I am sorry for discovering this blog so late -- I felt, and still feel, an incredible emptiness at the news of Bart's passing. I'd like to share a few snapshots of my own experiences: Bart gave me my first job out of grad. school as Publicity Director at Source in 1984. I remember Bart showing me the then three theatre spaces during my "interview" and how he made me feel welcome and valued -- that I was joining something important; he took a chance on me as he took a chance on so many others. I recall doing everything from mopping the Warehouse floor to creating programs to driving all over DC in search of free paper for the copy machine. I remember cashing the Source paycheck at the theatre's bank and the depositing the cash in my bank because every once in a while... But that didn't matter because I was part of something that mattered to me. I recall Bart coming to my place for dinner to discuss a new play of mine -- he more than gave a damn, he gave me chances no one else would. My plays received their first DC readings and productions at Source and my first paid role on a DC stage was a 6 month run in THE DINING ROOM. I remember Bart scaring the hell out of me as he emerged from that "apartment" on the 2nd floor of the Warehouse when I wasn't expecting to see anyone still in the building. What Bart and the Source gave was invaluable and I will also be grateful for those gifts. I mourn.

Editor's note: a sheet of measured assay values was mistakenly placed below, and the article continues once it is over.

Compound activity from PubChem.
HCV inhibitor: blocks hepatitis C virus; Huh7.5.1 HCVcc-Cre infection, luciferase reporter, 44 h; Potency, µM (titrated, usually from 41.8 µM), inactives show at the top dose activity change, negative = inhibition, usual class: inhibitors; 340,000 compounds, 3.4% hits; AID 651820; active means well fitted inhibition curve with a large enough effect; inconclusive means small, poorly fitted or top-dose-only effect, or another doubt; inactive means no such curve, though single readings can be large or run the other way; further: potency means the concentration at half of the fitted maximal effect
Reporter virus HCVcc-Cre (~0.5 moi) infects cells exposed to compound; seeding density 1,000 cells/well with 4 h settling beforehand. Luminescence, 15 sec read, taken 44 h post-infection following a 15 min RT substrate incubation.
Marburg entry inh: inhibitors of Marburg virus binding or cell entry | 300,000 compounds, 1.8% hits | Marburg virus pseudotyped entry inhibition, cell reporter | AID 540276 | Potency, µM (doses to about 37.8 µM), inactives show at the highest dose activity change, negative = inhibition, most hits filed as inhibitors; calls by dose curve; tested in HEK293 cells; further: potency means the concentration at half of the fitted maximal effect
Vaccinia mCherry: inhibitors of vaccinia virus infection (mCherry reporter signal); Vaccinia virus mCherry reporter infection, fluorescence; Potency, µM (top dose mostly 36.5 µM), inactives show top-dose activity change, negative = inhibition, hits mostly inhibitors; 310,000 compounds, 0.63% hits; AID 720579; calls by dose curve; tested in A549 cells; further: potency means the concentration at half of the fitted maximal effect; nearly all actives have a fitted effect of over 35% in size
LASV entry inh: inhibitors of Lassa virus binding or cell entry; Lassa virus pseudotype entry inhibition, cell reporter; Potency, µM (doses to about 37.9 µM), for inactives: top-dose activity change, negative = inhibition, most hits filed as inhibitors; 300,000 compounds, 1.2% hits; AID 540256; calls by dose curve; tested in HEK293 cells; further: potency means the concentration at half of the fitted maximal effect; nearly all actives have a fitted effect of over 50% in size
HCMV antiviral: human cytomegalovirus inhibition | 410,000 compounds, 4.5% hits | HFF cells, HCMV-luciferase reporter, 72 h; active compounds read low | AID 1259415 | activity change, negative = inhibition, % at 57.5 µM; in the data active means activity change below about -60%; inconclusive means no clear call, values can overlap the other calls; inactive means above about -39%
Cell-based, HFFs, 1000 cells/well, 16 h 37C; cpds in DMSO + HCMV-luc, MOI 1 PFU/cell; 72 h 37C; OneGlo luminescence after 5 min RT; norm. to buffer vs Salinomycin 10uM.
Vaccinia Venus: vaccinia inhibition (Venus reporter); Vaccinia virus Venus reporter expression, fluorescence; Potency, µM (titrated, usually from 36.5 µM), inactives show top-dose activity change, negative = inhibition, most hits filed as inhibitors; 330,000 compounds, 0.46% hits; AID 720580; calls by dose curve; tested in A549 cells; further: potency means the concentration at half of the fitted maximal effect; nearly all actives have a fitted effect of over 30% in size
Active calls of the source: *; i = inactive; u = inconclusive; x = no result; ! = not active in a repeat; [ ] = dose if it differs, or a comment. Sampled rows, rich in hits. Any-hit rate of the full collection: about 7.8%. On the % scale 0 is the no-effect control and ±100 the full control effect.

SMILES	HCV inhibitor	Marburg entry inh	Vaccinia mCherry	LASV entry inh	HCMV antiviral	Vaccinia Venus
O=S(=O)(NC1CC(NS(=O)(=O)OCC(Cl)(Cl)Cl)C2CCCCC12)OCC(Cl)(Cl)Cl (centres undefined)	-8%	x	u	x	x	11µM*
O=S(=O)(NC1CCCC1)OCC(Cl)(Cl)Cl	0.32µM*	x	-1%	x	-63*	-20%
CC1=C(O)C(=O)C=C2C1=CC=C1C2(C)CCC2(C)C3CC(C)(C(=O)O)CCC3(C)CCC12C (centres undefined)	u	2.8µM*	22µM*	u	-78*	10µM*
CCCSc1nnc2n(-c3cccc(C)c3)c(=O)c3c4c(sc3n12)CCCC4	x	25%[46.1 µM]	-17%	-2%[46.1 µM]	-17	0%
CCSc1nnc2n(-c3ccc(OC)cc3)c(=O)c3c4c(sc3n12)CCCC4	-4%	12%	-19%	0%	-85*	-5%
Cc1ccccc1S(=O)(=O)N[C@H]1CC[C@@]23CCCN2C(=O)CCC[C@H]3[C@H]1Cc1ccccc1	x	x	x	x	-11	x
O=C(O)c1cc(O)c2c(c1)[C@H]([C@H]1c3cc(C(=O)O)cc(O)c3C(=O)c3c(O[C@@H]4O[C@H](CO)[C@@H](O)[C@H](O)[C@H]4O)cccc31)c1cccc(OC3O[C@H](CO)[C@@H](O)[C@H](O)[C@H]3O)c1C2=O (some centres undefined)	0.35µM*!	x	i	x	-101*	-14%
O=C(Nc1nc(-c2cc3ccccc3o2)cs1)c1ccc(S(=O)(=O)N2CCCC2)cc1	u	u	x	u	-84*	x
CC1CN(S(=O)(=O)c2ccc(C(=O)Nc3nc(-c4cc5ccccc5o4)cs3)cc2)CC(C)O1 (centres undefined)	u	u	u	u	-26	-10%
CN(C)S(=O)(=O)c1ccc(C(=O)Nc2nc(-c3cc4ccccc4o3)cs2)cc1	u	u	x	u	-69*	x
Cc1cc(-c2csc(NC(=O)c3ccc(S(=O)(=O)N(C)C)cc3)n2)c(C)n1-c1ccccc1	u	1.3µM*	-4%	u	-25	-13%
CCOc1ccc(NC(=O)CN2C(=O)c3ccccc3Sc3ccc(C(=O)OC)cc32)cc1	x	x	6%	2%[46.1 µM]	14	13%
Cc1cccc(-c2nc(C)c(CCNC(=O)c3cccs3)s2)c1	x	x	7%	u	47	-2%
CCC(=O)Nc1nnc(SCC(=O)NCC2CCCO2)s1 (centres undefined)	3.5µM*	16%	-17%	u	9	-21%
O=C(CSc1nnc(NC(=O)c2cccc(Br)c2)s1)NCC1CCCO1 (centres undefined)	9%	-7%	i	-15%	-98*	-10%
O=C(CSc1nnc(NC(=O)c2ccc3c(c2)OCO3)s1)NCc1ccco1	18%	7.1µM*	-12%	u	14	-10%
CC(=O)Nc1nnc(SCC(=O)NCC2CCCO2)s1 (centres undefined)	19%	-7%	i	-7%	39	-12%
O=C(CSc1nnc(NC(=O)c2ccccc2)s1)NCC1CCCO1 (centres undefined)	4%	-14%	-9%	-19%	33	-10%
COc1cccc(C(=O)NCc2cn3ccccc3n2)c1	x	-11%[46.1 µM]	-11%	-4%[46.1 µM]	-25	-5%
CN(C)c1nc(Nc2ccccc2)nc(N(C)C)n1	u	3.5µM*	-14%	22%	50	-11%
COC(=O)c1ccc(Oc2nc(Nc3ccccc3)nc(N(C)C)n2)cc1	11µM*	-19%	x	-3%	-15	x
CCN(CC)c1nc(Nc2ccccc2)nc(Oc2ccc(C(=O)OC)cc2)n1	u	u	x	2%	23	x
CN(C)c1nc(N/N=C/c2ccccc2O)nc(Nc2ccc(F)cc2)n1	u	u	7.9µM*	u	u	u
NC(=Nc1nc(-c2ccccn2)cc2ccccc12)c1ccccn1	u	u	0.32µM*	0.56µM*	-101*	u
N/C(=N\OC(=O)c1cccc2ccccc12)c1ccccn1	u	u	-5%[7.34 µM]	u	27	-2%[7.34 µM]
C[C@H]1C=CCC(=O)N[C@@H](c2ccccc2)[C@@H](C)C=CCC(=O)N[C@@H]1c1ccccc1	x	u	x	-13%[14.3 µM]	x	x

Kryztov Lindquist

After just recently been made aware of this avenue, I want to express my deep sadness and to extend my sympathy and prayers to Melinda, their children, family and friends. If I may share a few thoughts and memories….

Bart was a wonderful force, a talented actor and visionary impresario. I have missed him for a long time now and my hope of Bart returning for another bow has been so suddenly replaced with another hope… that we never forget his immense contribution to the Washington theatre community and the city at large.

I acted in four shows while he was Artistic Director, and three while he was emeritus. Equus gave me my only opportunity to work with Bart as an actor... and what a splendid long ride it was!! As a producer, Bart showed tremendous courage and daring with Krieg, which the Washington Post hailed as one of the finest shows of the decade ‘84 to ’94. Bart had so many successes that we are just now realizing and understanding their scope and lasting influence.

We had our ups and downs but through the tough times I was always comforted by the fact that under the sometimes gruff and mercurial exterior was a very generous and loving man; who straightened me out on more than one occasion and yet was also willing to listen when I spoke truth to power… and boy was he powerful… I could go on and on but somehow I feel Bart’s directorial hand gently smacking the back of my head, whispering ‘…knock it off, enough’s enough…”
What can I say? Maybe what Bart used to say to me? … “See ya later kiddo… be good and get some rest.”

I will always cherish his many blessings. Thank you Bart.